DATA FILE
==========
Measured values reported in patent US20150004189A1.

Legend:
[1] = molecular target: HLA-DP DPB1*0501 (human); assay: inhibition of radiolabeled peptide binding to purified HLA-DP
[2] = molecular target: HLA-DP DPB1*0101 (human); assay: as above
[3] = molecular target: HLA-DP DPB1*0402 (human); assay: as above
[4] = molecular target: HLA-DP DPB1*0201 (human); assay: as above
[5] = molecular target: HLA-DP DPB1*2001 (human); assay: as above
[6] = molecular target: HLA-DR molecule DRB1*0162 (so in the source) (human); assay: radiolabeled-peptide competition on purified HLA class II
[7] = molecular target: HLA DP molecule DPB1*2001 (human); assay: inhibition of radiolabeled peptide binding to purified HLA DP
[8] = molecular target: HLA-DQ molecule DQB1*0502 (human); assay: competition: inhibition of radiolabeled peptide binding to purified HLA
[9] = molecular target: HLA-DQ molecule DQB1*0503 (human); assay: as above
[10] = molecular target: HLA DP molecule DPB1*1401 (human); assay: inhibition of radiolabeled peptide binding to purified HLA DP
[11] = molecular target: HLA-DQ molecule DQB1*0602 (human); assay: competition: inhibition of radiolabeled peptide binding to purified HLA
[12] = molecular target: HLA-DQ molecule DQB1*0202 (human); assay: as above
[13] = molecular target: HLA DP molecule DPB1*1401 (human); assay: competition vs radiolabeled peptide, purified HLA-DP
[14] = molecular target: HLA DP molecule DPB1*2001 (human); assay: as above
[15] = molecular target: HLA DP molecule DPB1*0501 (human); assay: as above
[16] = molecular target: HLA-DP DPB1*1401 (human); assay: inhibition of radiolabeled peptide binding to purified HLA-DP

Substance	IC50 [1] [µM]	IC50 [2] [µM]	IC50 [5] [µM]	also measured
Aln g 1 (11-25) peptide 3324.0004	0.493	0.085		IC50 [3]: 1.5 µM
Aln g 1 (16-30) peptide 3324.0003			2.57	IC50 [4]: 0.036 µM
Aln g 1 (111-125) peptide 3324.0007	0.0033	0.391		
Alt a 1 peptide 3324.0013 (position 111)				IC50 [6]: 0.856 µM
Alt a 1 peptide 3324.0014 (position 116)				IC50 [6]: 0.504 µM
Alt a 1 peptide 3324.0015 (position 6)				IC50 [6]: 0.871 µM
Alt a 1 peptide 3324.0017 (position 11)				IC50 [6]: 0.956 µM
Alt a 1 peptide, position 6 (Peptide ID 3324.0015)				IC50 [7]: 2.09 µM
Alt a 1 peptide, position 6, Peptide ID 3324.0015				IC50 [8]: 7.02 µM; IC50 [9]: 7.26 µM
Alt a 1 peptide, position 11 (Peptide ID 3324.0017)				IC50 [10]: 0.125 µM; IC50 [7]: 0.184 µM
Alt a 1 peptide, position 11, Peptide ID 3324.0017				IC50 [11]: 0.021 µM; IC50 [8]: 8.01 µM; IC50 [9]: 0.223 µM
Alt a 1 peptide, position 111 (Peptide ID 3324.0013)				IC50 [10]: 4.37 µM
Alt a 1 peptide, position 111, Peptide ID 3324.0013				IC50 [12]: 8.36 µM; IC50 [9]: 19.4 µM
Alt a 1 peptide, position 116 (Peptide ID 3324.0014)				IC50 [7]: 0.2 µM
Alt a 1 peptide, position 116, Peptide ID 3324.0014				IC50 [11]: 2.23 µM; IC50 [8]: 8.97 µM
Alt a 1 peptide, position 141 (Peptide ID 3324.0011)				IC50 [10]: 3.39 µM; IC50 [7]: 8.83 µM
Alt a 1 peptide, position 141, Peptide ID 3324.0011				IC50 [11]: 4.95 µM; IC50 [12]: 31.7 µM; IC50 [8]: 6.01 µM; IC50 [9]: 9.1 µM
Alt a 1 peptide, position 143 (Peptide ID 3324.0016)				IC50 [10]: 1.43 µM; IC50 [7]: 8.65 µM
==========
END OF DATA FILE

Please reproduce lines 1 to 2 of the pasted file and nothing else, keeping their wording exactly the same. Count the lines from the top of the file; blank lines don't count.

Measured values reported in patent US20150004189A1.

Legend: